Indeed he is dead. But that doesn’t stop Adam (Cameron Monoghan) from talking to his spirit, as Jamie (Noah Silver) helps him run away from his life and shows him some of the wonders of the one hereafter.
Indeed it can be a dark and lonely universe when who you thought you were, who you are now and who you want to be crash into each other so violently. If you’re lucky, some of those pivotal questions that effect/affect the rest of your life find their answers, and some of your demons are laid to rest.
What makes the relationship between the two boys so poignant is that the dearly departed Jamie Marks represents a life, a future, perhaps even a love that Adam could’ve had. And the film effectively shows us why Adam was always afraid to truly be himself, to explore who he may or may not be. The peer pressure, the cruelty he saw at school being a significant part of it.
Quite understandably, most may think “Okay, so Jamie was killed. Why isn’t the movie about finding his killer?” - First of all, I don’t think they had the budget to make a gay version of The Lovely Bones! That and it’s always an uneasy tight-rope walk when splitting a movie into such differing genres. More often than not it just becomes detrimental to the story the writer really wants to tell.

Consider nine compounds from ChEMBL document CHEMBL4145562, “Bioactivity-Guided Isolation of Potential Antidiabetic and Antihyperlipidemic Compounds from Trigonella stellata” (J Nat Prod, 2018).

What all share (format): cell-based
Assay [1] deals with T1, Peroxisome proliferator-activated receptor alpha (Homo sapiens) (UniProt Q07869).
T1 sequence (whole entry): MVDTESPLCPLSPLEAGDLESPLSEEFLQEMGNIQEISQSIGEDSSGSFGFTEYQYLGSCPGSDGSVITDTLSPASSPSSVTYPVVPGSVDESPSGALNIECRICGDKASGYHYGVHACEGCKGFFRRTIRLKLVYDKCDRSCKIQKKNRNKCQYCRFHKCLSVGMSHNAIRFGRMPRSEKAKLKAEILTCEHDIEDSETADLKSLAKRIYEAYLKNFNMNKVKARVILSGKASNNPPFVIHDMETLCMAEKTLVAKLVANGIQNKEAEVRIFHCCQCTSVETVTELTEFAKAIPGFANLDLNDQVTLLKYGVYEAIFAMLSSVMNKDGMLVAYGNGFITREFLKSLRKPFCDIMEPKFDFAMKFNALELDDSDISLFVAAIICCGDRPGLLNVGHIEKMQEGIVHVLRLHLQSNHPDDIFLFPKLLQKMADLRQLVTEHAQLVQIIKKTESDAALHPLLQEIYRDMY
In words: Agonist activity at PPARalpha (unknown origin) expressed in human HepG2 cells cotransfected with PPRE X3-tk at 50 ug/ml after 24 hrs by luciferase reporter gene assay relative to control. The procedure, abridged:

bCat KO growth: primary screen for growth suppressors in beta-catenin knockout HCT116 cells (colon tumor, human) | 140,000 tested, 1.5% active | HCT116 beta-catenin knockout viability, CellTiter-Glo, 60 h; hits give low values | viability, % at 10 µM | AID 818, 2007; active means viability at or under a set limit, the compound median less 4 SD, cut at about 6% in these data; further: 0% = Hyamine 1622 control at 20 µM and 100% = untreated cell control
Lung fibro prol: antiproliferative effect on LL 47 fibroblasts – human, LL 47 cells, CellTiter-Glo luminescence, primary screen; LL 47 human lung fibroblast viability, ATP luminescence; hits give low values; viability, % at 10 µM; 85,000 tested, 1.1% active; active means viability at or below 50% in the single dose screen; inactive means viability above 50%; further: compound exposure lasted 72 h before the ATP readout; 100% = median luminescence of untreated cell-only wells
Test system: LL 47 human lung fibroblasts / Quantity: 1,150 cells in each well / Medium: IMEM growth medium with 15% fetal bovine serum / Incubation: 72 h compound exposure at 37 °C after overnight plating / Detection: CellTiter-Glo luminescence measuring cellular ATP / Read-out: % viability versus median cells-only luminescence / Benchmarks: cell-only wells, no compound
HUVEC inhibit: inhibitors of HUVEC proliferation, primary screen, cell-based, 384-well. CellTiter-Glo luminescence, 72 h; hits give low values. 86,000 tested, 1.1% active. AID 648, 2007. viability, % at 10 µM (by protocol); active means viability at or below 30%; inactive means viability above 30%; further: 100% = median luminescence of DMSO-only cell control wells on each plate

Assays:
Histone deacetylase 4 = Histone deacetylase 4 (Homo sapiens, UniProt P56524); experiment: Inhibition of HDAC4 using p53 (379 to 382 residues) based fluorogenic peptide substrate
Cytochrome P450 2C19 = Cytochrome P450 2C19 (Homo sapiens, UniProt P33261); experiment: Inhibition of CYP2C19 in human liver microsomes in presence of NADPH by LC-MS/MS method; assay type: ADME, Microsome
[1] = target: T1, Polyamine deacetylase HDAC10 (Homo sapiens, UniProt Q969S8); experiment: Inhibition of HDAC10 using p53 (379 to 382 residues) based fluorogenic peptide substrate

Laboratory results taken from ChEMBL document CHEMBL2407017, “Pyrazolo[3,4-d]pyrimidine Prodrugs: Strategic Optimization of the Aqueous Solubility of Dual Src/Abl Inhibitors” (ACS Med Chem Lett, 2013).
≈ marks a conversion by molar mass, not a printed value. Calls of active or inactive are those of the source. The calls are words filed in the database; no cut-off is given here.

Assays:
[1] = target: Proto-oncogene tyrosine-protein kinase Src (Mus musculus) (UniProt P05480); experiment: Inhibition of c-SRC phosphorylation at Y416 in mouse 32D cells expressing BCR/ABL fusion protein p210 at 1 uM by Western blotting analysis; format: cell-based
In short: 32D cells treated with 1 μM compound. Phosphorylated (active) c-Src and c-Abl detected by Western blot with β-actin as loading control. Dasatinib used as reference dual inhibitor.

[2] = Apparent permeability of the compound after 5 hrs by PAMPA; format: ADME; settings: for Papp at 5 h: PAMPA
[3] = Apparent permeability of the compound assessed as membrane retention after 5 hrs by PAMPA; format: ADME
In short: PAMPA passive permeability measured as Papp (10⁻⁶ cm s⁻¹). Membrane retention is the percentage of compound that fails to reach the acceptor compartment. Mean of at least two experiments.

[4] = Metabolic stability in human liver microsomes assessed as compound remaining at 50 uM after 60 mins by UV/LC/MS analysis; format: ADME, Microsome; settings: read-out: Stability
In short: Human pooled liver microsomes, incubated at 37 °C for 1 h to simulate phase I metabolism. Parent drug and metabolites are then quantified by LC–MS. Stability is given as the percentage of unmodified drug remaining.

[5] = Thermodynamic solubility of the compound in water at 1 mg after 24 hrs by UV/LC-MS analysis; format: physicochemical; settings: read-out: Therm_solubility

What may also perplex is the fact that such an intelligently made movie literally uses a closet as a link to the closeted Jamie Marks. Well, there is an emphasis on the strength of words, powerful as they are. Growing up hearing terms like “coming out of the closet” or “closeted homosexual”, it would seem only natural that Jamie find himself there, having never had the chance to “leave” it in life.
It has been said, by fuck only knows who, that coming out is as difficult as dealing with death. In the end it makes sense that Jamie was on his own journey. As Adam comes to discover who he really is, Jamie struggles to reconcile his inevitable place in the afterlife.
Needless to say, this movie is relentlessly gloomy. Most scenes in which Jamie appears see him in shadow, so half the time you find it hard not to mistake the poor soul for a deceased Harry Potter. With that moppy hair, thick eyebrows and round spectacles the better-looking Noah Silver is a dead ringer.
Liv Tyler and Judy Greer also make up the cast. Their roles feel insignificant and limited, and in the grand scheme of things that’s how they should be. But that doesn’t stop you wanting more from them.
It’s not what you might expect. It’s tender without being mushy. It’s even gloomy without being too dark. It is also an honest coming-of-age tale that can relate to more of us than we are brave enough to admit.